A corollary can be found in the 3rd Chapter of the Book of the Prophet Micah: "He has shown you, O mortal, what is good and what does the Lord require of you, but to do justice, and to love kindness, and to walk humbly with your God?" [Micah 6:8]
There you have it. Love and justice — these are the things we render unto God. The Christian faith took a strange path away from what Jesus was teaching his fellow countrymen and to the foreigners who came to him.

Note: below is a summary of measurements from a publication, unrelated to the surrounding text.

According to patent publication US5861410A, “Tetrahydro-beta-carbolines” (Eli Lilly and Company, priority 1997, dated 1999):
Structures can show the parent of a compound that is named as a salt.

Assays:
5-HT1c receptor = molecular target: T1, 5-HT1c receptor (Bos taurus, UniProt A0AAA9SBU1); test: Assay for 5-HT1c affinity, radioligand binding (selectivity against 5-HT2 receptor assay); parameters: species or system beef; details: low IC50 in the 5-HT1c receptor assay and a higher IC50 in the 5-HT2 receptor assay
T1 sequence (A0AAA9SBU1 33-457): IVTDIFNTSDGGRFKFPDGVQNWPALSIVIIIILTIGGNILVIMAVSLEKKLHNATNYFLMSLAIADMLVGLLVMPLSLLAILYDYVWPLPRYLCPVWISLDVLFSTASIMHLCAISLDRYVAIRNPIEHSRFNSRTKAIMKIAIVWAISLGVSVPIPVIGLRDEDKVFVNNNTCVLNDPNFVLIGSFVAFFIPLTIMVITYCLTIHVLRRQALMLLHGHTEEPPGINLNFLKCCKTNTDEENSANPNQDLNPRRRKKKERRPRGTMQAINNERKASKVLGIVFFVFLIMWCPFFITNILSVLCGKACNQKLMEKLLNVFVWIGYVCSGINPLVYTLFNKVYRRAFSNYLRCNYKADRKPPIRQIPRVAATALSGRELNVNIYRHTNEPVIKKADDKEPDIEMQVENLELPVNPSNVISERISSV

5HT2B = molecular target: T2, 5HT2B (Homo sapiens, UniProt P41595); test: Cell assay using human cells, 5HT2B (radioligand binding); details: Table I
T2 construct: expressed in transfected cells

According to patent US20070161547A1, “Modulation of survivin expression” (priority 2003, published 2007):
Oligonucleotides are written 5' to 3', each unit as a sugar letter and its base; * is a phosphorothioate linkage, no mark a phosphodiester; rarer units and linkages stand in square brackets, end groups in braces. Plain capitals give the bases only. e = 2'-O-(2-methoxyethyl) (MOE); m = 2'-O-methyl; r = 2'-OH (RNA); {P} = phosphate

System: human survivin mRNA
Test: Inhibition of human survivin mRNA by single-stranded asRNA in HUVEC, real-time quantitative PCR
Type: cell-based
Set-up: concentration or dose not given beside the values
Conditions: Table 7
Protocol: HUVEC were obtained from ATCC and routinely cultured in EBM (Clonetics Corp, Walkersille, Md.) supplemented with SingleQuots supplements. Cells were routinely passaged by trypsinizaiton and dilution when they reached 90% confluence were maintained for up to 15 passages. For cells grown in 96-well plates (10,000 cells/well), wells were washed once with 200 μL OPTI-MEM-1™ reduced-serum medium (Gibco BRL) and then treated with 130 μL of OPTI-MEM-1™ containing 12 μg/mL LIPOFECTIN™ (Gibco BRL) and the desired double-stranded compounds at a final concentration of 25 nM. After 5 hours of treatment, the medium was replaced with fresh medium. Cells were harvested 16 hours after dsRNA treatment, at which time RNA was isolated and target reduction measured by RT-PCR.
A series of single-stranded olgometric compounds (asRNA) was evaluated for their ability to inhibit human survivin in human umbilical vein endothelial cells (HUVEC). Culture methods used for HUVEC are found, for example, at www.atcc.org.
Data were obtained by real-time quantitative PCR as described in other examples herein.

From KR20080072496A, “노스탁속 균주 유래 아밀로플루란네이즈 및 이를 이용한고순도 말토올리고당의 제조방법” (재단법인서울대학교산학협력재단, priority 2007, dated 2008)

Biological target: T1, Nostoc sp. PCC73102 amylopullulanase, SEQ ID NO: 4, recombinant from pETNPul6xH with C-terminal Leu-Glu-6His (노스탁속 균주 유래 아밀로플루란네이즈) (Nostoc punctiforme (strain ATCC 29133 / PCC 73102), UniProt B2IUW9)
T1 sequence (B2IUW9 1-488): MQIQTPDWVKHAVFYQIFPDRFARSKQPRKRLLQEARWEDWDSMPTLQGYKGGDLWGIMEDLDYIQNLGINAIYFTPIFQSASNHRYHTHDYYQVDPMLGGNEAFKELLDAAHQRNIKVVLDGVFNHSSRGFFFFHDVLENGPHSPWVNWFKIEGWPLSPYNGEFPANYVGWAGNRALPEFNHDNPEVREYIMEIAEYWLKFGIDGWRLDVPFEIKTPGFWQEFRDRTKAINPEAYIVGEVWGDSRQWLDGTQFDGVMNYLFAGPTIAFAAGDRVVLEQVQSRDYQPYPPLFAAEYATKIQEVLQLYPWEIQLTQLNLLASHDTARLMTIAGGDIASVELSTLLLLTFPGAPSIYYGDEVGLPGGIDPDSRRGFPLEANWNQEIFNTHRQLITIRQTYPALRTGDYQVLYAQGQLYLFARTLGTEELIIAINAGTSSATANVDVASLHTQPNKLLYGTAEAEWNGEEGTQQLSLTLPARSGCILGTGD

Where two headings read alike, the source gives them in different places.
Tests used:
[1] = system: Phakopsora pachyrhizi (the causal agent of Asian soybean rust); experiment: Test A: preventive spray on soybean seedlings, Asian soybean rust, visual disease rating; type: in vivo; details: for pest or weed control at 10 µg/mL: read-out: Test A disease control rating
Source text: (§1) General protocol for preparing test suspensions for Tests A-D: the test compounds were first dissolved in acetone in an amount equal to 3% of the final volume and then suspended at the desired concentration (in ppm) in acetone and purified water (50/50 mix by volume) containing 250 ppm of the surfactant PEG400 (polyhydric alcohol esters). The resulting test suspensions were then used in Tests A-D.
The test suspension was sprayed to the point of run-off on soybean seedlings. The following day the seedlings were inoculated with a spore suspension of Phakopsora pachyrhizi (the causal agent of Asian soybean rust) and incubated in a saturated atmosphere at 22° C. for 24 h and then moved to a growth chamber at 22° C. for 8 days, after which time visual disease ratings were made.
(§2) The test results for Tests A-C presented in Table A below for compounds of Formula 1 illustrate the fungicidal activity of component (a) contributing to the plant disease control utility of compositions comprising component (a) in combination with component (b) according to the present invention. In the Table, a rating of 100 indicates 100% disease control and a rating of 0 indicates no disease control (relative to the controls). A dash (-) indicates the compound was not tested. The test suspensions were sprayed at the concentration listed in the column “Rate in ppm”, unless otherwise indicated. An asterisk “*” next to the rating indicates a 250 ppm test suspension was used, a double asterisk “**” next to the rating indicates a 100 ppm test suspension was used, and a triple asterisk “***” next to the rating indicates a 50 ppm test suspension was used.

Way back in 313 A.D., the Emperor Constantine issued the Edict of Milan, also known as the Edict of Toleration. This edict restored confiscated properties to Christian congregations and allowed Christianity to be professed in the Roman Empire. Soon afterward, Christianity became the official religion. Becoming a Christian was the right thing to do, politically speaking. After all, everyone except the Christians and the Jews was used to making the required sacrifice to Caesar as their God, whether they really believed it in their hearts or not. So, people took instruction and were baptized without being spiritually regenerated – without being truly converted. They took it with a grain of salt.